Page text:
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missing the point

 “It is better to keep your mouth closed and let people think you are a fool than to open it and remove all doubt.”
                                                                                                                                ~Mark Twain
I was reminded of this quote as I thought over Pastor Brian's sermon from Sunday morning.  Too many times we speak too soon.  It may be because of nervousness, confidence, or, as it was for Peter in the following passage, fear.
After six days Jesus took Peter, James, and John and led them up on a high mountain by themselves to be alone. He was transformed in front of them, and His clothes became dazzling extremely white as no launderer on earth could whiten them. Elijah appeared to them with Moses, and they were talking with Jesus.
Then Peter said to Jesus, "Rabbi, it is good for us to be here! Let us make three tabernacles: one for You, one for Moses, and one for Elijah" -because he did not know what he should say, since they were terrified.
A cloud appeared, overshadowing them, and a voice came from the cloud:
This is My beloved Son; listen to Him!
Then suddenly, looking around, they no longer saw anyone with them except Jesus alone.
Mark 9:2-8
Oh, Peter...quick to speak, Peter.
First, he spoke the Jesus, even.
Then, he continued to speak and removed all doubt that he totally missed the point of this awesome encounter.
I've been there...done that.  I can relate.
I sat there Sunday morning, either hearing the message for the first time in such a way, or finally understanding it so that it sunk in and took up residence in my brain.  Either way, I am thankful for PB's faithfulness in preaching God's Truth to us.
I always wondered why Moses? why Elijah?  Out of all the OT peeps was it these two?
Here's the point Peter and I were missing...
Moses represents the Law.
Elijah represents the Prophets.
The Law & the Prophets both pointed toward the glory of God in the a Messiah yet to come.
Their presence together here, with Christ, points to the Glory of God, too.  Peter spoke out of line when he suggested building three tabernacles, one for each of them.  He was equating Moses, Elijah, and them equal rights to glory.  God, alone, deserves glory.  God's glory is not to be shared with any one or any thing.
I sat there listening and thinking of the passage in Exodus we had just discussed an hour earlier in Sunday School.  The lesson covered Exodus 32, the time when Moses was on top of the mountain receiving the 10 Commandments and Aaron, down below with the people, gathered gold, threw it into a fire and *poof* out came a golden calf. {PB also covered this passage in his message, too...God moment! :)}  He shared the glory due to God with a man-made, golden image.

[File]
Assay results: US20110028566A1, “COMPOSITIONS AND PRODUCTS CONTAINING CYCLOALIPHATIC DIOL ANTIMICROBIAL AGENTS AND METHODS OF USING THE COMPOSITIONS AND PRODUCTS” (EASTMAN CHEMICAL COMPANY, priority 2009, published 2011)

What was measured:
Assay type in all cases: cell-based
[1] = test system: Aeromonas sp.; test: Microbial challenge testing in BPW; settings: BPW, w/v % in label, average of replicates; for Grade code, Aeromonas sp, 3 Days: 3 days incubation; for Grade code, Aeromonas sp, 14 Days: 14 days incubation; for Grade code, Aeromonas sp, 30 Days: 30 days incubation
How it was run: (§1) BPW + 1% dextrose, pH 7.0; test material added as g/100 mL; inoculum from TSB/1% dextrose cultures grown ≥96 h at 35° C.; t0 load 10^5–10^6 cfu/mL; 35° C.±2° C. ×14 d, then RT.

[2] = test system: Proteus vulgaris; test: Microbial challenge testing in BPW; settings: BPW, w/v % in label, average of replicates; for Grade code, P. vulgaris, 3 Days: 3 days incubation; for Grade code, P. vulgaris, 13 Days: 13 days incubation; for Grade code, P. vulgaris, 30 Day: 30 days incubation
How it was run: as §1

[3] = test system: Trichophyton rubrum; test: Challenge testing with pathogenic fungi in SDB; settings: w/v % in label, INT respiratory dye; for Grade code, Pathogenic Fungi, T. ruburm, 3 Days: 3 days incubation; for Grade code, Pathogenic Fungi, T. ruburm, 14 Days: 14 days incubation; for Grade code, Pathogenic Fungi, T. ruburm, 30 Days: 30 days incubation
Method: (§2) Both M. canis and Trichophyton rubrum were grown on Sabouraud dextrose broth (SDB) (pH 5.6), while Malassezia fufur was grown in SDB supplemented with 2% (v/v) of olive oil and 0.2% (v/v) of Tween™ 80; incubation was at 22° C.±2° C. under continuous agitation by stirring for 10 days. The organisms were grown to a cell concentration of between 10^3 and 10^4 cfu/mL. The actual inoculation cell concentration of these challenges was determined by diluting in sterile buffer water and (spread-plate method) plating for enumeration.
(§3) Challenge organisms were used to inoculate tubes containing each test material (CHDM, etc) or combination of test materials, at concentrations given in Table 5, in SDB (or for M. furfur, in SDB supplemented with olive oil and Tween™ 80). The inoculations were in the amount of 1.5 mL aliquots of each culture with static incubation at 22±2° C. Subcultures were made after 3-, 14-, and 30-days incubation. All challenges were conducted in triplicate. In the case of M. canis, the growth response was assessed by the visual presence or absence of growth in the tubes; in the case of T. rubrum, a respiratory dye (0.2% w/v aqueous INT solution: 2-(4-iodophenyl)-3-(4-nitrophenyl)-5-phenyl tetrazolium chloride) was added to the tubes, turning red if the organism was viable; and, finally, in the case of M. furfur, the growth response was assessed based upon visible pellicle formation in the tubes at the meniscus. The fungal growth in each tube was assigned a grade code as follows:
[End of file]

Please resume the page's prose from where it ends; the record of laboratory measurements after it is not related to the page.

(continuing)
In SS, I had shared that I can relate to Aaron's failure at leading his people in giving God all the glory.  He should have been helping them choose to wait and see how God was working, being faithful in serving the one, true God.  Instead, he gave them an idol to worship.  He lead them to share God's glory with an image.  I do that with my own children at times.  My life's choices sometimes share the message that something or someone else is deserving of some of the glory that should only be reserved for God.  My choices send a message to my children, just like Aaron's did to the people of Israel.
So, Peter, I feel your pain of the moment.  I miss the mark at times, too.  I am convicted of not always giving God first place. (Hmmm...where have I heard that before?)  God's glory should be guarded in my life, so that my children and others see and hear the message of God loud and clear.  People and things are important, but they are not to be recipients of shared glory, but rather avenues for God's glory to be revealed.
It was good to be there Sunday morning!


  1. Wow, sounds like that was a very enlightening sermon. I never knew when Peter suggested Moses and Elija they were representing the law and the prophets. Never thought about that, but how it makes sense.

    I love the quote, too, at the beginning. Better to be quiet than to speak because you just don't know what the other person is thinking...which I tend to do. Thank you for this post!

  2. Janet, what words of wisdom - I, too, can be a Peter or even an Aaron...speaking too soon, giving the impression that other things are more important...oh, too often I fail, and how grateful I am for His grace!
    btw, Never knew that about Moses and Elijah. Interesting.


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